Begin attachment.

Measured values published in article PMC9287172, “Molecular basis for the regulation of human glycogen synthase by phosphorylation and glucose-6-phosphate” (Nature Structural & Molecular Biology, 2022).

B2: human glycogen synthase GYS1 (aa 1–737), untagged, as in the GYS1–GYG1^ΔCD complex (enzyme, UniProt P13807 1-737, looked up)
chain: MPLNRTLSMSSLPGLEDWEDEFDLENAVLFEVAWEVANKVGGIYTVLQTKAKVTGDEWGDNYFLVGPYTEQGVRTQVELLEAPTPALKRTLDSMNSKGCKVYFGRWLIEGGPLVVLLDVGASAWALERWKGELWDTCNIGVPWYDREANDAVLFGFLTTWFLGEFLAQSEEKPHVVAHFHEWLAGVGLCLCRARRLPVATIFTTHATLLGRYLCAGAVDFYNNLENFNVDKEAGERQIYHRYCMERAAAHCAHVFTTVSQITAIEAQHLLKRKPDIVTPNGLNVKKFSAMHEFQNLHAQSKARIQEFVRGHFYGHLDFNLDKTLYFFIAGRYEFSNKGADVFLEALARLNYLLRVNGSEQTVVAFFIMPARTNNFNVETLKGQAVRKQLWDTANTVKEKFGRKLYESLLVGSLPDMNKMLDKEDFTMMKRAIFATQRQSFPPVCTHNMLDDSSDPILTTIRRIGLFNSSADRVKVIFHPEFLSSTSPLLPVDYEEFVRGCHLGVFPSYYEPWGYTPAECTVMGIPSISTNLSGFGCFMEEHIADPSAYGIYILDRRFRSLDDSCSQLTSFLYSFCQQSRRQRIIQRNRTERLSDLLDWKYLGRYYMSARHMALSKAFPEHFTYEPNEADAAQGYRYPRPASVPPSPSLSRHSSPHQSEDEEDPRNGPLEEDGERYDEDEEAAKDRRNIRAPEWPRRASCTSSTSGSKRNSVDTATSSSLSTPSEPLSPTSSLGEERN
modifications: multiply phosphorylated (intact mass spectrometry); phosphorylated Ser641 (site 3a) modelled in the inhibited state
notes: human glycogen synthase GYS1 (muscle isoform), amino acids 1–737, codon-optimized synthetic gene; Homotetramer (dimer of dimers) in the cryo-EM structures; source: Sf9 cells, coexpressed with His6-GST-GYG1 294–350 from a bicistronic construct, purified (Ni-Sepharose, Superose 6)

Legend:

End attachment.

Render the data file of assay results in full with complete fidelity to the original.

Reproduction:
Measured values published in article PMC9287172, “Molecular basis for the regulation of human glycogen synthase by phosphorylation and glucose-6-phosphate” (Nature Structural & Molecular Biology, 2022).

B2: human glycogen synthase GYS1 (aa 1–737), untagged, as in the GYS1–GYG1^ΔCD complex (enzyme, UniProt P13807 1-737, looked up)
chain: MPLNRTLSMSSLPGLEDWEDEFDLENAVLFEVAWEVANKVGGIYTVLQTKAKVTGDEWGDNYFLVGPYTEQGVRTQVELLEAPTPALKRTLDSMNSKGCKVYFGRWLIEGGPLVVLLDVGASAWALERWKGELWDTCNIGVPWYDREANDAVLFGFLTTWFLGEFLAQSEEKPHVVAHFHEWLAGVGLCLCRARRLPVATIFTTHATLLGRYLCAGAVDFYNNLENFNVDKEAGERQIYHRYCMERAAAHCAHVFTTVSQITAIEAQHLLKRKPDIVTPNGLNVKKFSAMHEFQNLHAQSKARIQEFVRGHFYGHLDFNLDKTLYFFIAGRYEFSNKGADVFLEALARLNYLLRVNGSEQTVVAFFIMPARTNNFNVETLKGQAVRKQLWDTANTVKEKFGRKLYESLLVGSLPDMNKMLDKEDFTMMKRAIFATQRQSFPPVCTHNMLDDSSDPILTTIRRIGLFNSSADRVKVIFHPEFLSSTSPLLPVDYEEFVRGCHLGVFPSYYEPWGYTPAECTVMGIPSISTNLSGFGCFMEEHIADPSAYGIYILDRRFRSLDDSCSQLTSFLYSFCQQSRRQRIIQRNRTERLSDLLDWKYLGRYYMSARHMALSKAFPEHFTYEPNEADAAQGYRYPRPASVPPSPSLSRHSSPHQSEDEEDPRNGPLEEDGERYDEDEEAAKDRRNIRAPEWPRRASCTSSTSGSKRNSVDTATSSSLSTPSEPLSPTSSLGEERN
modifications: multiply phosphorylated (intact mass spectrometry); phosphorylated Ser641 (site 3a) modelled in the inhibited state
notes: human glycogen synthase GYS1 (muscle isoform), amino acids 1–737, codon-optimized synthetic gene; Homotetramer (dimer of dimers) in the cryo-EM structures; source: Sf9 cells, coexpressed with His6-GST-GYG1 294–350 from a bicistronic construct, purified (Ni-Sepharose, Superose 6)

Legend: